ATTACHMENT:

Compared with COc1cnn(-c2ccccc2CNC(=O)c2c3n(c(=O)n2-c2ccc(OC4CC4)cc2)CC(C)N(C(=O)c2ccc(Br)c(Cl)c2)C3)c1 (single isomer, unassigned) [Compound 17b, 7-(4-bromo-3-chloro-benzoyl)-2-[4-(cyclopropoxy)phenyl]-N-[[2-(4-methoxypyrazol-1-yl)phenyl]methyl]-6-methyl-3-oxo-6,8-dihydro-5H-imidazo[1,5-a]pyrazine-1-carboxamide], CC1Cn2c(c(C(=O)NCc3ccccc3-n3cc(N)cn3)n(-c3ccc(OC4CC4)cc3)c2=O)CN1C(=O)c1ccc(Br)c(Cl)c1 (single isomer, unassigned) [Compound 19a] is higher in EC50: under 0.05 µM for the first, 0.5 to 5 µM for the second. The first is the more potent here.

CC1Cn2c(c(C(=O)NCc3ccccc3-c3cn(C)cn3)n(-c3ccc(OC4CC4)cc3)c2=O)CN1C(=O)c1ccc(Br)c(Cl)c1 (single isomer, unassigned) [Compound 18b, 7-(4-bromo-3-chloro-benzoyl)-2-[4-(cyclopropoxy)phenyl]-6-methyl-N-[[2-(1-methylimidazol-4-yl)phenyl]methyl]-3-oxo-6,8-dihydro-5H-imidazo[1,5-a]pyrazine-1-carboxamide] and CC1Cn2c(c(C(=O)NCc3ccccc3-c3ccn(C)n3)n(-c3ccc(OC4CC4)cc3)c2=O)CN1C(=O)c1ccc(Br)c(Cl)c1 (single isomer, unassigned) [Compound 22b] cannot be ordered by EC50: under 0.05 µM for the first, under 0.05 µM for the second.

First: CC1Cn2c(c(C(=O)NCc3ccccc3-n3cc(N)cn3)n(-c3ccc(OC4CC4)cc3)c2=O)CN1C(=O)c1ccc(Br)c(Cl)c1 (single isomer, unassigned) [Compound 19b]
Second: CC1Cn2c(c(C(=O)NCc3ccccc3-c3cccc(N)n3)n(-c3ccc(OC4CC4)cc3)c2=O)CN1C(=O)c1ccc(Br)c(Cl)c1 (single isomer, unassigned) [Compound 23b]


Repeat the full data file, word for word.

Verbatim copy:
Compared with COc1cnn(-c2ccccc2CNC(=O)c2c3n(c(=O)n2-c2ccc(OC4CC4)cc2)CC(C)N(C(=O)c2ccc(Br)c(Cl)c2)C3)c1 (single isomer, unassigned) [Compound 17b, 7-(4-bromo-3-chloro-benzoyl)-2-[4-(cyclopropoxy)phenyl]-N-[[2-(4-methoxypyrazol-1-yl)phenyl]methyl]-6-methyl-3-oxo-6,8-dihydro-5H-imidazo[1,5-a]pyrazine-1-carboxamide], CC1Cn2c(c(C(=O)NCc3ccccc3-n3cc(N)cn3)n(-c3ccc(OC4CC4)cc3)c2=O)CN1C(=O)c1ccc(Br)c(Cl)c1 (single isomer, unassigned) [Compound 19a] is higher in EC50: under 0.05 µM for the first, 0.5 to 5 µM for the second. The first is the more potent here.

CC1Cn2c(c(C(=O)NCc3ccccc3-c3cn(C)cn3)n(-c3ccc(OC4CC4)cc3)c2=O)CN1C(=O)c1ccc(Br)c(Cl)c1 (single isomer, unassigned) [Compound 18b, 7-(4-bromo-3-chloro-benzoyl)-2-[4-(cyclopropoxy)phenyl]-6-methyl-N-[[2-(1-methylimidazol-4-yl)phenyl]methyl]-3-oxo-6,8-dihydro-5H-imidazo[1,5-a]pyrazine-1-carboxamide] and CC1Cn2c(c(C(=O)NCc3ccccc3-c3ccn(C)n3)n(-c3ccc(OC4CC4)cc3)c2=O)CN1C(=O)c1ccc(Br)c(Cl)c1 (single isomer, unassigned) [Compound 22b] cannot be ordered by EC50: under 0.05 µM for the first, under 0.05 µM for the second.

First: CC1Cn2c(c(C(=O)NCc3ccccc3-n3cc(N)cn3)n(-c3ccc(OC4CC4)cc3)c2=O)CN1C(=O)c1ccc(Br)c(Cl)c1 (single isomer, unassigned) [Compound 19b]
Second: CC1Cn2c(c(C(=O)NCc3ccccc3-c3cccc(N)n3)n(-c3ccc(OC4CC4)cc3)c2=O)CN1C(=O)c1ccc(Br)c(Cl)c1 (single isomer, unassigned) [Compound 23b]